Being an overprotective parent can actually hinder our children’s growth and development.  By protecting them from just about everything that can hurt or harm them makes them vulnerable when they do have to face the real world in their adulthood.  By restricting our children’s natural propensity to discover the world, we are curbing their learning abilities and are inadvertently giving them the message that they cannot do and are not capable of doing certain things.

Some of the effects of my being a helicopter mom can be seen in how my children behave outside our home.  My kids have become too dependent and too clingy.  They fear strangers and come off as disrespectful and aloof when they are actually just shy and fearful.  Fear of strangers may be a good thing but not when they fear almost everybody they interact with, even family friends.

Though very articulate and active at home, they become withdrawn and clam up when in public.  They have also become too dependent on adults, whining that they cannot accomplish a task even before trying it out themselves first.

Yes,I know it’s my fault that they have become fearful and dependent children.  I was too overprotective for not wanting any harm to behalf them.  I’ve since realized though that my overprotectiveness has raised two fearful and insecure children. Hopefully, it’s not too late though to rectify my mistake.  I’m now trying to build their confidence and self-esteem by changing my behavior towards them and by doing the following:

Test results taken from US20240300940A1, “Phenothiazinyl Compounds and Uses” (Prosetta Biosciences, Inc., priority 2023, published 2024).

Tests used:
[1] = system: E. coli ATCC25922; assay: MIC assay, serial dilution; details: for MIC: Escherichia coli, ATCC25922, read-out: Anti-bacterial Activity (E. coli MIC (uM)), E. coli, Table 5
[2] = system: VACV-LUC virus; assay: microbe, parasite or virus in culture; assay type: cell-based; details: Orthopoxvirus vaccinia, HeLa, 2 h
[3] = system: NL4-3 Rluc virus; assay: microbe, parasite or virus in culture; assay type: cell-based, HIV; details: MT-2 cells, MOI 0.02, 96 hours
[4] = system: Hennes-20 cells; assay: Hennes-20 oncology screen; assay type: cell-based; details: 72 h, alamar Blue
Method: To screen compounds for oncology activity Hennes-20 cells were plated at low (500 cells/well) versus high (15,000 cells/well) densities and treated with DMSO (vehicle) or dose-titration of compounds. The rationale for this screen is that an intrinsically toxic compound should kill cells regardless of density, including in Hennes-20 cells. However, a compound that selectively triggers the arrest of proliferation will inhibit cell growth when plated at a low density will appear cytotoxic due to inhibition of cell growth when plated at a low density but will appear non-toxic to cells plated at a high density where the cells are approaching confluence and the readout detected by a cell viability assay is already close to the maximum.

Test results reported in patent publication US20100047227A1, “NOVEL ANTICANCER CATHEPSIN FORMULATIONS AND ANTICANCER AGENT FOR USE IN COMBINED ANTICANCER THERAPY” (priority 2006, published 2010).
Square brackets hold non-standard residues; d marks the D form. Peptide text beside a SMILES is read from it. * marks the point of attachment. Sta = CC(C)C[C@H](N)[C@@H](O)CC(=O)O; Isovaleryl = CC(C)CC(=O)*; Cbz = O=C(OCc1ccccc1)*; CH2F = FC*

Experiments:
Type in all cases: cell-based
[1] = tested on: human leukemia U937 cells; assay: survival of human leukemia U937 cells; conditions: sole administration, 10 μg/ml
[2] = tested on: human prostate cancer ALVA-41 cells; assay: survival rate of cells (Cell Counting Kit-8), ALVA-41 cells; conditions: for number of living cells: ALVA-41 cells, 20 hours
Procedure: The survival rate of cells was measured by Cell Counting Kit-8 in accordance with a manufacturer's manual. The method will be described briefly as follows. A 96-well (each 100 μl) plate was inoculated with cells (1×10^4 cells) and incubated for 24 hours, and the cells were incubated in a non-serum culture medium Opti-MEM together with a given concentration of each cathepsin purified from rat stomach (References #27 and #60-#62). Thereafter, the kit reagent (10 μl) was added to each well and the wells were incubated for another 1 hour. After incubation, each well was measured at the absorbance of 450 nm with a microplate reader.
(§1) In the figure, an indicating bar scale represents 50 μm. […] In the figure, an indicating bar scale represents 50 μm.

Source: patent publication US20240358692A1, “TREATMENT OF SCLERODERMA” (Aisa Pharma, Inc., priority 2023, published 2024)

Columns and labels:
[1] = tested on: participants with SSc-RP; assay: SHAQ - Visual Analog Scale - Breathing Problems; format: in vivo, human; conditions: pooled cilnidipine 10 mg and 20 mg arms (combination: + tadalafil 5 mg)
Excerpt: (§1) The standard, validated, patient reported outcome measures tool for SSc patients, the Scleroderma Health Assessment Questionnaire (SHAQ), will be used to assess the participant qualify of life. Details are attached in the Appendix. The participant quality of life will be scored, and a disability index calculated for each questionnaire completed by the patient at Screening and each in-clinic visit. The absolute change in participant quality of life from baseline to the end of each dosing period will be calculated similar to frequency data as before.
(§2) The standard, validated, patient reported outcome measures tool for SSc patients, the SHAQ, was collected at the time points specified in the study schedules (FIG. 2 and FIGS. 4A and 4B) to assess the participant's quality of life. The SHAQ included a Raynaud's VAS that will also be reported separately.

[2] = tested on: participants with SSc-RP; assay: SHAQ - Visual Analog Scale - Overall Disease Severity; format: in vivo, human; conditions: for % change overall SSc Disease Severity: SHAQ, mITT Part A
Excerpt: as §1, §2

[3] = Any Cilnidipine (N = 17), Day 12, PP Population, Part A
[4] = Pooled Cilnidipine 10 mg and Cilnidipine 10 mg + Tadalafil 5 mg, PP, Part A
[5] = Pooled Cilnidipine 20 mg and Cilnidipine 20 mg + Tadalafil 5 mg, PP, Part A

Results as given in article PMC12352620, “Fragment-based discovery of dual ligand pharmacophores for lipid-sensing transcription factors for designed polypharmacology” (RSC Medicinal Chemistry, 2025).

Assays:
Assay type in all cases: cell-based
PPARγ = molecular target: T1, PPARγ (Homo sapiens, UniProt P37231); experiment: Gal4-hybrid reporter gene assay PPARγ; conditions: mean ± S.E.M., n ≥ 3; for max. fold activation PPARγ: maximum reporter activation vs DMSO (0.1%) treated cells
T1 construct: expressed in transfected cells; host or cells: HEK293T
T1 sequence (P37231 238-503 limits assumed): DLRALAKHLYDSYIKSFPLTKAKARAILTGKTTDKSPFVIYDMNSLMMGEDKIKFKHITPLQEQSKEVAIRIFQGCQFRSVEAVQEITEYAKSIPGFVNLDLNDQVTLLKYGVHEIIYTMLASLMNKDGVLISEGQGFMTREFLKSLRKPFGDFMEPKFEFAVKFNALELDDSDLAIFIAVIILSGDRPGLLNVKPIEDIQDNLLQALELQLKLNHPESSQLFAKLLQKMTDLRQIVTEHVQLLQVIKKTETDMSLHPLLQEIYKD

Teaching Independence.  They’re preschoolers now so they’re being taught how to do certain things by themselves.  Before I used to do every single task for them.  Now they are taught how to pack away their toys, put on their clothes, eat by themselves, and other tasks that preschoolers should already be doing by themselves.

Bolstering Confidence.  “You can do it!”  This is now a constant statement at home.  Oh yes, they still whine and complain about not being able to put on their shirt or shoes or something else they don’t want to do.  But dear Mama doesn’t come to the rescue anymore.  I let them whine a little while then urge them to finish the task.  Thanks to The Little Engine That Could, it’s easier to prod them while chanting, “I think I can, I think I can, I think I can.”  When they do successfully finish something, it also gives them a sense of pride.  “Mama, I did it! See, I did it!” are music to my ears.

Giving Responsibilities. Though only three and four years old, they are old enough to be given responsibilities such as fixing their bed, packing away their toys, and taking care of each other.

I do not want my two kids to grow up insecure and needy of attention.   Perhaps, by doing these things we’ll be able to prepare them to face the world and handle whatever life throws their way.  There’s no certainty that these would work but I am certain that I’ll not be a helicopter mom anymore.